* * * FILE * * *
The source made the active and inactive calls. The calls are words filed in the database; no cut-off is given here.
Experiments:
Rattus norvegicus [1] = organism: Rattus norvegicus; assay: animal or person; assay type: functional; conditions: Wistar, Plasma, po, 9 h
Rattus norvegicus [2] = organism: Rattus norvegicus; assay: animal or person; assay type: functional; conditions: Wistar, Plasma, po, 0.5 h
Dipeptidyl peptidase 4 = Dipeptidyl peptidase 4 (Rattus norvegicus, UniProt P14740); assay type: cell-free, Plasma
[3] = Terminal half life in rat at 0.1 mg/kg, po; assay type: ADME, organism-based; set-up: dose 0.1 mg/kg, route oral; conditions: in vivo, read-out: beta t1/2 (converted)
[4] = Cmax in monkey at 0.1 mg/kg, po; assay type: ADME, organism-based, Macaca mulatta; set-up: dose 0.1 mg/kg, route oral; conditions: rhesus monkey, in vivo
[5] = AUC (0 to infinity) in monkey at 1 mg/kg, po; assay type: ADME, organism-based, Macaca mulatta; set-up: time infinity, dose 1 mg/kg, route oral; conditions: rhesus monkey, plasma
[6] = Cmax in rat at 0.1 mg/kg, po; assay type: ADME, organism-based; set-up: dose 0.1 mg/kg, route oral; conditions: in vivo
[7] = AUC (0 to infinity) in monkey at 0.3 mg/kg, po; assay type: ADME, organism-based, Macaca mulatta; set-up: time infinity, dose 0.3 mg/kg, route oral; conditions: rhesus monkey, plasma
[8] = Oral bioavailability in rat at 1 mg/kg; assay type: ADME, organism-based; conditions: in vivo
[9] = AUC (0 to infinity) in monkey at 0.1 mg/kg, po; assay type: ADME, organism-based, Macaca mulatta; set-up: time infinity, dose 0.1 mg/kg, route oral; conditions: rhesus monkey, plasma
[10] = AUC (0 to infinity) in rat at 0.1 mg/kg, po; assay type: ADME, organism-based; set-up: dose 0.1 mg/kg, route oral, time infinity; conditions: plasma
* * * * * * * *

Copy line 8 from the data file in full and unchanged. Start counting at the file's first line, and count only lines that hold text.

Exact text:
[5] = AUC (0 to infinity) in monkey at 1 mg/kg, po; assay type: ADME, organism-based, Macaca mulatta; set-up: time infinity, dose 1 mg/kg, route oral; conditions: rhesus monkey, plasma